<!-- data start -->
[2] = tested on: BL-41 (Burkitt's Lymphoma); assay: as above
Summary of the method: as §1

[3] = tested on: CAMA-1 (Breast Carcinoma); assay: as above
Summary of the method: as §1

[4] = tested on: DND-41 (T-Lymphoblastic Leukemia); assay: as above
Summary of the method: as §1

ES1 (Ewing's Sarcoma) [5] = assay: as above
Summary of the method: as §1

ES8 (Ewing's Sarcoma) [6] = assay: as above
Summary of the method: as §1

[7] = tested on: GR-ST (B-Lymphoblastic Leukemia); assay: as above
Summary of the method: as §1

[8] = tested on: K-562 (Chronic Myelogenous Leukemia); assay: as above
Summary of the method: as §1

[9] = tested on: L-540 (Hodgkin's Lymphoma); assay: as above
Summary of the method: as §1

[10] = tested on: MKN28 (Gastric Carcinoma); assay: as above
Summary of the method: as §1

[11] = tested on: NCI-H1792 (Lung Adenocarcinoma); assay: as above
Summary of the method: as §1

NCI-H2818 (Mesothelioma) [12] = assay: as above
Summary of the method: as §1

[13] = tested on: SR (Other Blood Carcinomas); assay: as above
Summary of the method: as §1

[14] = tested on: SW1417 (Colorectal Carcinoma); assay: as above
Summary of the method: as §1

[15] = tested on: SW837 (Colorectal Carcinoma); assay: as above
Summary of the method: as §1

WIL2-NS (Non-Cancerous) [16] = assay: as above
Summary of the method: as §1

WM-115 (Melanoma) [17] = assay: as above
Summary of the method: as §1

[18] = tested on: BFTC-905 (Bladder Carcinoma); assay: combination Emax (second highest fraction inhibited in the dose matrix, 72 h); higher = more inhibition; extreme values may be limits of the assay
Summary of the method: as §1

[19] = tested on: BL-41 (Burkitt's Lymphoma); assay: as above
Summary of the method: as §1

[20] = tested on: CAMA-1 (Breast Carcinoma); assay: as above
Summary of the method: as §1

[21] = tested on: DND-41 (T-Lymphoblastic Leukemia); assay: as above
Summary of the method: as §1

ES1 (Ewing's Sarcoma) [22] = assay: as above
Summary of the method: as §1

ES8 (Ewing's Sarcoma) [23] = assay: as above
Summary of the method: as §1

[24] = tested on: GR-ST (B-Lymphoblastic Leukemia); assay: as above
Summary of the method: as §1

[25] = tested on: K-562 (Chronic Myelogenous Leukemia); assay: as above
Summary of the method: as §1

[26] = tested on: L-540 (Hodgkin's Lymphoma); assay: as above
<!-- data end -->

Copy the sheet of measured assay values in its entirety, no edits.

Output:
[2] = tested on: BL-41 (Burkitt's Lymphoma); assay: as above
Summary of the method: as §1

[3] = tested on: CAMA-1 (Breast Carcinoma); assay: as above
Summary of the method: as §1

[4] = tested on: DND-41 (T-Lymphoblastic Leukemia); assay: as above
Summary of the method: as §1

ES1 (Ewing's Sarcoma) [5] = assay: as above
Summary of the method: as §1

ES8 (Ewing's Sarcoma) [6] = assay: as above
Summary of the method: as §1

[7] = tested on: GR-ST (B-Lymphoblastic Leukemia); assay: as above
Summary of the method: as §1

[8] = tested on: K-562 (Chronic Myelogenous Leukemia); assay: as above
Summary of the method: as §1

[9] = tested on: L-540 (Hodgkin's Lymphoma); assay: as above
Summary of the method: as §1

[10] = tested on: MKN28 (Gastric Carcinoma); assay: as above
Summary of the method: as §1

[11] = tested on: NCI-H1792 (Lung Adenocarcinoma); assay: as above
Summary of the method: as §1

NCI-H2818 (Mesothelioma) [12] = assay: as above
Summary of the method: as §1

[13] = tested on: SR (Other Blood Carcinomas); assay: as above
Summary of the method: as §1

[14] = tested on: SW1417 (Colorectal Carcinoma); assay: as above
Summary of the method: as §1

[15] = tested on: SW837 (Colorectal Carcinoma); assay: as above
Summary of the method: as §1

WIL2-NS (Non-Cancerous) [16] = assay: as above
Summary of the method: as §1

WM-115 (Melanoma) [17] = assay: as above
Summary of the method: as §1

[18] = tested on: BFTC-905 (Bladder Carcinoma); assay: combination Emax (second highest fraction inhibited in the dose matrix, 72 h); higher = more inhibition; extreme values may be limits of the assay
Summary of the method: as §1

[19] = tested on: BL-41 (Burkitt's Lymphoma); assay: as above
Summary of the method: as §1

[20] = tested on: CAMA-1 (Breast Carcinoma); assay: as above
Summary of the method: as §1

[21] = tested on: DND-41 (T-Lymphoblastic Leukemia); assay: as above
Summary of the method: as §1

ES1 (Ewing's Sarcoma) [22] = assay: as above
Summary of the method: as §1

ES8 (Ewing's Sarcoma) [23] = assay: as above
Summary of the method: as §1

[24] = tested on: GR-ST (B-Lymphoblastic Leukemia); assay: as above
Summary of the method: as §1

[25] = tested on: K-562 (Chronic Myelogenous Leukemia); assay: as above
Summary of the method: as §1

[26] = tested on: L-540 (Hodgkin's Lymphoma); assay: as above